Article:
And they’re tipping Atlanta Monster – an in-depth look at the infamous Atlanta Child Murders, by Up and Vanished creator Payne Lindsey, whcih has already been dubbed “the biggest podcast of 2018” – as the next show ripe for a breakthrough.
Why does Molloy think film and TV studios are looking towards our listening habits to find their next hit? He says: “Podcasts are a perfect incubator for Hollywood because they're so low-cost and easy to create and share. Producers can treat podcasts as audio-only pitches for stories that belong on screen.
“Our podcast is just talk. But podcasts like Inside Jaws or You Must Remember This use excellent sound design, voice acting and music to set a cinematic mood that would translate very easily to the big screen. A producer could listen to those podcasts and pick out several excellent ideas for movies.”
So what's going to be the next hit show to make the jump from your ears to your eyes? Here are seven of the biggest upcoming projects...
The Homecoming podcast, released in 2016, was an ‘experimental fiction’ series with a starry cast including Catherine Keener, David Schwimmer and Oscar Isaac.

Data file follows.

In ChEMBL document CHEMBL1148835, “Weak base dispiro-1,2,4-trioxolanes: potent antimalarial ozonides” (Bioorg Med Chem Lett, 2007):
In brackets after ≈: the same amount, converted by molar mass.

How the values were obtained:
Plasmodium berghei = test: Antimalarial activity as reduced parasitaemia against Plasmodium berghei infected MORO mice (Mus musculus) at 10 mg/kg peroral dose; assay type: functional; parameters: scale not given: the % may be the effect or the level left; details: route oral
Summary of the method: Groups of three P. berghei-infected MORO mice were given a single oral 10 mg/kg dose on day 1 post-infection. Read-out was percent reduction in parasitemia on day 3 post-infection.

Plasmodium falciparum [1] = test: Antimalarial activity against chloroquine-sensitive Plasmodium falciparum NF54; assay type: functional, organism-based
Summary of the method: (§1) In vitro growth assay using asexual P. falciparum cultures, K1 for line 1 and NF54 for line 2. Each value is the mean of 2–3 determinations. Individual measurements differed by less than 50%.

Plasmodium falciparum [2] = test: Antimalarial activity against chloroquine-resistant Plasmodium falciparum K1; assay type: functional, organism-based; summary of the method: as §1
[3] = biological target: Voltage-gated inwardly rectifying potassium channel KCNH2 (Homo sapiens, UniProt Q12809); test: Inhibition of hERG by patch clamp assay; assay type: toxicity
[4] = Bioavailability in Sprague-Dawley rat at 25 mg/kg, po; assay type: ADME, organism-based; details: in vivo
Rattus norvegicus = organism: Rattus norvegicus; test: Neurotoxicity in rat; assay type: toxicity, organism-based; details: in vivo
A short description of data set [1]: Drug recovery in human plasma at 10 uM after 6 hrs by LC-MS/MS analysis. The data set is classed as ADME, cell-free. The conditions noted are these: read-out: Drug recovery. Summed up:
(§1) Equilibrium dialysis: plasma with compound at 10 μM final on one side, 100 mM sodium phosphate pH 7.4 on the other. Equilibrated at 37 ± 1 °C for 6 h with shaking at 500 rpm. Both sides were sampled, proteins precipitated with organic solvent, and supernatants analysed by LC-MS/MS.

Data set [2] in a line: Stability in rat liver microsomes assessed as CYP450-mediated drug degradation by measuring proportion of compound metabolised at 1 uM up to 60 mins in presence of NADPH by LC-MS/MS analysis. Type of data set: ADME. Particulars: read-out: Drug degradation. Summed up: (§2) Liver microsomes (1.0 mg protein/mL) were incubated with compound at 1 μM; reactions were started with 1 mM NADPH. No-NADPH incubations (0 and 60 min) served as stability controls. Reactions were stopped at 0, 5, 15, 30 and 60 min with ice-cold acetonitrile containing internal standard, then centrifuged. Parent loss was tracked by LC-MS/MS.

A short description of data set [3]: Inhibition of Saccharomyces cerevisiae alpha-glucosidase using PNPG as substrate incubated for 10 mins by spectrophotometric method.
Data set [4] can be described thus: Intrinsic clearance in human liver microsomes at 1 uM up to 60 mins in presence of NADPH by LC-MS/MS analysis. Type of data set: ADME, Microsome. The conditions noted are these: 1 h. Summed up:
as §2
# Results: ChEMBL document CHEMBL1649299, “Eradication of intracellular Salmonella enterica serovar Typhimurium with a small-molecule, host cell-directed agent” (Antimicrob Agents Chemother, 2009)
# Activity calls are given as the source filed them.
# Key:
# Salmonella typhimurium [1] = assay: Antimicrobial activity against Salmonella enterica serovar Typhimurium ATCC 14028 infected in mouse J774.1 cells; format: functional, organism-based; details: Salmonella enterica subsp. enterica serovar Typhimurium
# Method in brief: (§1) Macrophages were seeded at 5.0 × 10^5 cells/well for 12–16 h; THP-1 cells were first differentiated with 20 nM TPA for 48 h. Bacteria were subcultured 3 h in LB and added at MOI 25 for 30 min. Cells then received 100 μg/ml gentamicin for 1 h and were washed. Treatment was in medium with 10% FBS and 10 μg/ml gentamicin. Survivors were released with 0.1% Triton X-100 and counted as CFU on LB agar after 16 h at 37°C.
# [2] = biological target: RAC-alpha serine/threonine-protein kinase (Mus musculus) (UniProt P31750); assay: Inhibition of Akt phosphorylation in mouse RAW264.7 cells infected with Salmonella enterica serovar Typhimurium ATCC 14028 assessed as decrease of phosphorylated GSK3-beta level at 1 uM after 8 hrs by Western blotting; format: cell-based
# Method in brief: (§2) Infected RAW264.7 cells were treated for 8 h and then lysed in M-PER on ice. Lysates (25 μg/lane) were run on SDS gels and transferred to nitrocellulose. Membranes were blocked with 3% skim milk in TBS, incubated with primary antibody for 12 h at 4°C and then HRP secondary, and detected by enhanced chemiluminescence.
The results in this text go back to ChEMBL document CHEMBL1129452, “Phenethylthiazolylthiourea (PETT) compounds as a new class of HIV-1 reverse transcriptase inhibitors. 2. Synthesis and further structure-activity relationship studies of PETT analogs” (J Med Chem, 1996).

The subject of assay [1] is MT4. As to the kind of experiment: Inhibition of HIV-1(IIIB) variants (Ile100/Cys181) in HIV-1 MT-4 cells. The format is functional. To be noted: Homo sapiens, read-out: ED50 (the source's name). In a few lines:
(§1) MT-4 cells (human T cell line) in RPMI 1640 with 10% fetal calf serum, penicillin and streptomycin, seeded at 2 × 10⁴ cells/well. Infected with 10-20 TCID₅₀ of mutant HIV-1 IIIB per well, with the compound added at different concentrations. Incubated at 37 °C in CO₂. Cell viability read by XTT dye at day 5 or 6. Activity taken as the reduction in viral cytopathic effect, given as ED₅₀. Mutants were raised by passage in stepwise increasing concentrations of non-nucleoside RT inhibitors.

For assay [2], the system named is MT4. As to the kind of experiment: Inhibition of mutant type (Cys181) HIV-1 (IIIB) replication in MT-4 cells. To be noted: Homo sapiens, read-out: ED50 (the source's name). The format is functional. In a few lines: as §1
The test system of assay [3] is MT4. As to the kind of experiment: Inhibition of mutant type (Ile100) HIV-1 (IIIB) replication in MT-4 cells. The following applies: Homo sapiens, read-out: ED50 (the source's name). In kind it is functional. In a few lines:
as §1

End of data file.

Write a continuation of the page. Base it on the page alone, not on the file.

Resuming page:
And it appears the TV version will stick to the original storyline, in which the truth about menacing experiments being carried out on soldiers at a military facility is gradually revealed through therapy conversations and phone calls. Julia Roberts will star as Heidi Bergman, the role originally played by Keener.
Podcast creators Eli Horowitz and Micah Bloomberg were genuine novices when they created the podcast. Horowitz told the New York Times: “I literally Googled ‘how to direct’ - I swear I read a WikiHow page about it.”
Despite their lack of TV experience, both Horowitz and Bloomberg have moved across to TV with the project, becoming showrunners of the adaptation. The new adaptation will hit screens on 2 November, via Amazon Prime Video.
Coming soon to a Netflix account near you is Dirty John, based on the smash-hit 2017 podcast which reveals how mother-of-four Debra Newell was conned by a handsome ‘doctor’, John Meehan, with murderous results.
The series, which topped the iTunes chart on both sides of the Atlantic, was hosted by LA Times journalist Christopher Goffard, whose newspaper background informed his narration.
“I wanted to tell this story in the way that I have always told my stories in the newspaper, which is to stay out of it and let the people that it’s about tell the story,” he told Rolling Stone in 2017.